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Overview of main results

In a certain sense to be specified below, the Optimal Ordered Problem Solver (OOPS) solves one task after another, always optimally exploiting solutions to earlier tasks when possible. It can be used for increasingly hard problems of optimization or prediction. The initial bias is given in form of a probability distribution $P$ on programs for a universal computer. An asymptotically fastest way of solving a single given task is nonincremental Universal Search (Levin, 1973, 1984--Levin also attributes similar ideas to Adleman): In the $i$-th phase $(i=1,2,3, \ldots)$ test all programs $p$ with runtime $\leq 2^iP(p)$ until the task is solved. Now suppose there is an ordered sequence of tasks, e.g., the $n$-th task is to find a path through a maze that is shorter than the best found so far. To reduce the search time for new tasks, our previous incremental extensions of Universal Search [65] tried to modify $P$ through experience with earlier tasks--but in a heuristic and non-general and suboptimal way prone to overfitting.

OOPS, however, does it right. It is searching in the space of self-delimiting programs [31,7] that are immediately executed while being generated: a program grows by one instruction whenever the execution of the program so far requests this. To solve the $n$-th task we sacrifice half the total search time for testing (through a variant of Universal Search) programs that have the most recent successful program as a prefix. The other half remains for testing fresh programs with arbitrary beginnings. When we are searching for a universal solver for all tasks in the sequence we have to time-share the second half (but not the first!) among all tasks $1..n$.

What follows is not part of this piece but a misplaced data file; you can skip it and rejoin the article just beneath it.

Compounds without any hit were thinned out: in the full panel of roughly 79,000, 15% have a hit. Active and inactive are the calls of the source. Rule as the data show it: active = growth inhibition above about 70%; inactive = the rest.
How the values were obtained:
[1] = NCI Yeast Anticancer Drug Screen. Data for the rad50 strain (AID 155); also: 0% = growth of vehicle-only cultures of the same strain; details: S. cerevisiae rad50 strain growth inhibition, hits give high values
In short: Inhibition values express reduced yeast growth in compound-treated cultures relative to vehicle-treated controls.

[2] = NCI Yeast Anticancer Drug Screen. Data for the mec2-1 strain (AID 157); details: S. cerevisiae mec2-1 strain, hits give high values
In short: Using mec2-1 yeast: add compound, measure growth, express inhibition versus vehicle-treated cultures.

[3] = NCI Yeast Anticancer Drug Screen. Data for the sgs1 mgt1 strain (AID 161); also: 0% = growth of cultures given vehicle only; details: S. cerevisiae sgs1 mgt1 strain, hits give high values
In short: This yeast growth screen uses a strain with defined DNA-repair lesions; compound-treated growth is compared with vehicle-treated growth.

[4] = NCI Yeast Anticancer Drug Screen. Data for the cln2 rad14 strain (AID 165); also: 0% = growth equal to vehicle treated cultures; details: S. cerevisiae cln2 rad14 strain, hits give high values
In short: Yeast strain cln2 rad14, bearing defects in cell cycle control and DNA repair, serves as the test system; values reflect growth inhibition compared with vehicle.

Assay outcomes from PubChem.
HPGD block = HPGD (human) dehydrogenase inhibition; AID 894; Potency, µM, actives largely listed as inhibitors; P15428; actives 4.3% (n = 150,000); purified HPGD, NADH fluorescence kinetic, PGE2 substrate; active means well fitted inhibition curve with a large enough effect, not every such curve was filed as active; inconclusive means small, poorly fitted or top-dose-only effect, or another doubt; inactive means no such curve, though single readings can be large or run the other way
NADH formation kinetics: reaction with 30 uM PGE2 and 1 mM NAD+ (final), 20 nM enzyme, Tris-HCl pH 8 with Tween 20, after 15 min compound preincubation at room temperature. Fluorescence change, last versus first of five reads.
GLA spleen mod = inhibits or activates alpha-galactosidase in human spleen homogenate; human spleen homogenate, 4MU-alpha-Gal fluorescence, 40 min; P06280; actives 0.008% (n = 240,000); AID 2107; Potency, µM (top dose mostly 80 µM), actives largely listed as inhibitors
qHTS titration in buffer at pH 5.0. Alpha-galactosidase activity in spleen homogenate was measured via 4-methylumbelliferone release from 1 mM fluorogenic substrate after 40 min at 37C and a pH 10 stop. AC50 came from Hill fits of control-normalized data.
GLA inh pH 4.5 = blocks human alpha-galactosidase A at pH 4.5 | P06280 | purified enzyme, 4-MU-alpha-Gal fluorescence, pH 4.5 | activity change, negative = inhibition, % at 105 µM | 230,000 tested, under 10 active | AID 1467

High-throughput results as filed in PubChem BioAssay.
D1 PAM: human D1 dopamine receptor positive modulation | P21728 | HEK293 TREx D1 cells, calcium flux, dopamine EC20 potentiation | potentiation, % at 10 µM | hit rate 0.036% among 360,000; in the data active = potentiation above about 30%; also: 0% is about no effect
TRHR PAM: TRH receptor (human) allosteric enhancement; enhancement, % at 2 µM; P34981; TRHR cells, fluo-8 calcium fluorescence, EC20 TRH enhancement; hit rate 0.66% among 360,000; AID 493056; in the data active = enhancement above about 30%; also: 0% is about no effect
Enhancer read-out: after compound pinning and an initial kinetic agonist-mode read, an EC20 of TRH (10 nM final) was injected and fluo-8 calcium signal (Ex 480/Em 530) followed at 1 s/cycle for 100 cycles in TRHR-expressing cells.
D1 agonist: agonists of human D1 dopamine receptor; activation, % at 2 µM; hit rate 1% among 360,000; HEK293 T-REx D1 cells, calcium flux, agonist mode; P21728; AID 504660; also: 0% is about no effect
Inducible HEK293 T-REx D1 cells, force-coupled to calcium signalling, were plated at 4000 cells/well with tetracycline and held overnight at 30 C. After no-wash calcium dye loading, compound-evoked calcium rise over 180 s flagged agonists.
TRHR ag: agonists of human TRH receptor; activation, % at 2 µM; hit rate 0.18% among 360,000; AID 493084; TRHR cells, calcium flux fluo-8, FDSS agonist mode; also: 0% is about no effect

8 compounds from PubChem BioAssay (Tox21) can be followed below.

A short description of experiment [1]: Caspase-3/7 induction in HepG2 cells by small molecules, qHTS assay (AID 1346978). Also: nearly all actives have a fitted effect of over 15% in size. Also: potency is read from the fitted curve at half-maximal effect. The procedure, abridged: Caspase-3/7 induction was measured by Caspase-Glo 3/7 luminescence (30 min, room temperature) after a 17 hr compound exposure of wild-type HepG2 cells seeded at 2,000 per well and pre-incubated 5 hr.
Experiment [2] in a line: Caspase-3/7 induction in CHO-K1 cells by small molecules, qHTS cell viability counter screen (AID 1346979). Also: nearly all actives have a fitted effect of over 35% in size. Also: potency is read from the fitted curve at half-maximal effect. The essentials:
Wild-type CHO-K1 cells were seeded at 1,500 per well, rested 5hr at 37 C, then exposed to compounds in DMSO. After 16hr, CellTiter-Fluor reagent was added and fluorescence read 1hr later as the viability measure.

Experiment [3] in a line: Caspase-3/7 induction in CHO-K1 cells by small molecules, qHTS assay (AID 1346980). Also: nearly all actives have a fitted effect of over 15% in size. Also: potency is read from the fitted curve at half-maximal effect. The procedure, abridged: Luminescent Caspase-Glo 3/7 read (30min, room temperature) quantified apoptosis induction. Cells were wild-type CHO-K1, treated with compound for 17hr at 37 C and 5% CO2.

Storage for the first found program computing a solution to the current task becomes non-writeable. Programs tested during search for solutions to later tasks may copy non-writeable code into separate modifiable storage, to edit it and execute the modified result. Prefixes may also recompute the probability distribution on their suffixes in arbitrary computable ways, thus rewriting the search procedure on the suffixes. This allows for metalearning or metasearching, that is, searching for faster search procedures.

For realistic limited computers we need efficient backtracking in program space to reset storage contents modified by tested programs. We introduce a recursive procedure for doing this in near-optimal fashion.

The method is essentially only 8 times slower than the theoretically optimal one (which never assigns to any program a testing time exceeding the program's probability times the total search time).

OOPS can solve tasks unsolvable by traditional reinforcement learners and AI planners, such as Towers of Hanoi with 30 disks (minimal solution size $> 10^9$). In our experiments OOPS demonstrates incremental learning by reusing previous solutions to discover a prefix that temporarily rewrites the distribution on its suffixes, such that Universal Search is accelerated by a factor of 1000. This illustrates the benefits of self-improvement and metasearching.

We mention several OOPS variants as well as the self-improving Gödel machine [59] which is applicable to general reinforcement learning settings and may use OOPS as a proof-searching subroutine. Since OOPS will scale to larger problems in a way that is near-optimal in a certain sense, we also examine its physical limitations.

An informed reader familiar with concepts such as universal computers [72], nonincremental Universal Search (Levin, 1973, 1984), self-delimiting programs [31,7], and backtracking, will probably understand the simple basic principles of OOPS just by carefully reading the present overview. In what follows we outline the remainder of this paper.

next up previous
Next: Outline Up: Introduction Previous: Introduction
Juergen Schmidhuber 2004-04-15

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